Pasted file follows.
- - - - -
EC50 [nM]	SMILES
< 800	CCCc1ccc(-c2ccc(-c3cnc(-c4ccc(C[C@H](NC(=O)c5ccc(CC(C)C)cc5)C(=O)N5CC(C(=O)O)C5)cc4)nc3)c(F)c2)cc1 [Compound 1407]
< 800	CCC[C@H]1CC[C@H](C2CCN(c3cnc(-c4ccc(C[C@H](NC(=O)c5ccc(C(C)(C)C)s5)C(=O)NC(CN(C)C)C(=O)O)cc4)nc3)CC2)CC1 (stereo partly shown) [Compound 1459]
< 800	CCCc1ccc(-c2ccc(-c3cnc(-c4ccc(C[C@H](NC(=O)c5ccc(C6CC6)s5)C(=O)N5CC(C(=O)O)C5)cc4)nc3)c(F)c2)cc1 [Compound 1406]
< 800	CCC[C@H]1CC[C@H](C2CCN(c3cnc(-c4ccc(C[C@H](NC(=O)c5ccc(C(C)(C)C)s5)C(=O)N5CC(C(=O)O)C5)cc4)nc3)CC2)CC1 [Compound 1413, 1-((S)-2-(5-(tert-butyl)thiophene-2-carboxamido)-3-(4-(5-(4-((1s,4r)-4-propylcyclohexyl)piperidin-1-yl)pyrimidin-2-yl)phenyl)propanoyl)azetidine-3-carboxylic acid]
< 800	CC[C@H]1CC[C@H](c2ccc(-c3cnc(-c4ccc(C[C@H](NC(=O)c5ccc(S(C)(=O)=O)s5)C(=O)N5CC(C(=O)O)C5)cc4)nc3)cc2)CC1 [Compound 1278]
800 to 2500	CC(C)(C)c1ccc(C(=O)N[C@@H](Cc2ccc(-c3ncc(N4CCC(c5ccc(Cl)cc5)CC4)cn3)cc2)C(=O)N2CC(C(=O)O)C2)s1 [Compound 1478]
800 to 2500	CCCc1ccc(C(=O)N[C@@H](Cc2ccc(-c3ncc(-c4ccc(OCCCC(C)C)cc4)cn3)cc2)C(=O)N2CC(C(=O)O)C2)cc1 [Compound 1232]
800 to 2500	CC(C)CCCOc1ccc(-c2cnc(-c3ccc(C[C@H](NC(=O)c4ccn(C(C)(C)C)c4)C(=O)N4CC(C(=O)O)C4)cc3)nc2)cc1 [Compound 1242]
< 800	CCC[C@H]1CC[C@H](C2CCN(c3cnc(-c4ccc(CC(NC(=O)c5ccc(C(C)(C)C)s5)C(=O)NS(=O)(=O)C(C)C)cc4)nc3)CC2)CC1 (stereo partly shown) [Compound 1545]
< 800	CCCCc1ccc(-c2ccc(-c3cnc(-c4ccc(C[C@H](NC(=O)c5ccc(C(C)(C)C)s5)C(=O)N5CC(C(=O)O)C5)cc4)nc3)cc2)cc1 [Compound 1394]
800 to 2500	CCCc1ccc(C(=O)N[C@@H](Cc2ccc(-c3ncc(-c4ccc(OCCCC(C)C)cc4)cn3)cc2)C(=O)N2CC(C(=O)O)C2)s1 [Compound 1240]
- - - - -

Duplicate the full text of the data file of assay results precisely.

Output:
EC50 [nM]	SMILES
< 800	CCCc1ccc(-c2ccc(-c3cnc(-c4ccc(C[C@H](NC(=O)c5ccc(CC(C)C)cc5)C(=O)N5CC(C(=O)O)C5)cc4)nc3)c(F)c2)cc1 [Compound 1407]
< 800	CCC[C@H]1CC[C@H](C2CCN(c3cnc(-c4ccc(C[C@H](NC(=O)c5ccc(C(C)(C)C)s5)C(=O)NC(CN(C)C)C(=O)O)cc4)nc3)CC2)CC1 (stereo partly shown) [Compound 1459]
< 800	CCCc1ccc(-c2ccc(-c3cnc(-c4ccc(C[C@H](NC(=O)c5ccc(C6CC6)s5)C(=O)N5CC(C(=O)O)C5)cc4)nc3)c(F)c2)cc1 [Compound 1406]
< 800	CCC[C@H]1CC[C@H](C2CCN(c3cnc(-c4ccc(C[C@H](NC(=O)c5ccc(C(C)(C)C)s5)C(=O)N5CC(C(=O)O)C5)cc4)nc3)CC2)CC1 [Compound 1413, 1-((S)-2-(5-(tert-butyl)thiophene-2-carboxamido)-3-(4-(5-(4-((1s,4r)-4-propylcyclohexyl)piperidin-1-yl)pyrimidin-2-yl)phenyl)propanoyl)azetidine-3-carboxylic acid]
< 800	CC[C@H]1CC[C@H](c2ccc(-c3cnc(-c4ccc(C[C@H](NC(=O)c5ccc(S(C)(=O)=O)s5)C(=O)N5CC(C(=O)O)C5)cc4)nc3)cc2)CC1 [Compound 1278]
800 to 2500	CC(C)(C)c1ccc(C(=O)N[C@@H](Cc2ccc(-c3ncc(N4CCC(c5ccc(Cl)cc5)CC4)cn3)cc2)C(=O)N2CC(C(=O)O)C2)s1 [Compound 1478]
800 to 2500	CCCc1ccc(C(=O)N[C@@H](Cc2ccc(-c3ncc(-c4ccc(OCCCC(C)C)cc4)cn3)cc2)C(=O)N2CC(C(=O)O)C2)cc1 [Compound 1232]
800 to 2500	CC(C)CCCOc1ccc(-c2cnc(-c3ccc(C[C@H](NC(=O)c4ccn(C(C)(C)C)c4)C(=O)N4CC(C(=O)O)C4)cc3)nc2)cc1 [Compound 1242]
< 800	CCC[C@H]1CC[C@H](C2CCN(c3cnc(-c4ccc(CC(NC(=O)c5ccc(C(C)(C)C)s5)C(=O)NS(=O)(=O)C(C)C)cc4)nc3)CC2)CC1 (stereo partly shown) [Compound 1545]
< 800	CCCCc1ccc(-c2ccc(-c3cnc(-c4ccc(C[C@H](NC(=O)c5ccc(C(C)(C)C)s5)C(=O)N5CC(C(=O)O)C5)cc4)nc3)cc2)cc1 [Compound 1394]
800 to 2500	CCCc1ccc(C(=O)N[C@@H](Cc2ccc(-c3ncc(-c4ccc(OCCCC(C)C)cc4)cn3)cc2)C(=O)N2CC(C(=O)O)C2)s1 [Compound 1240]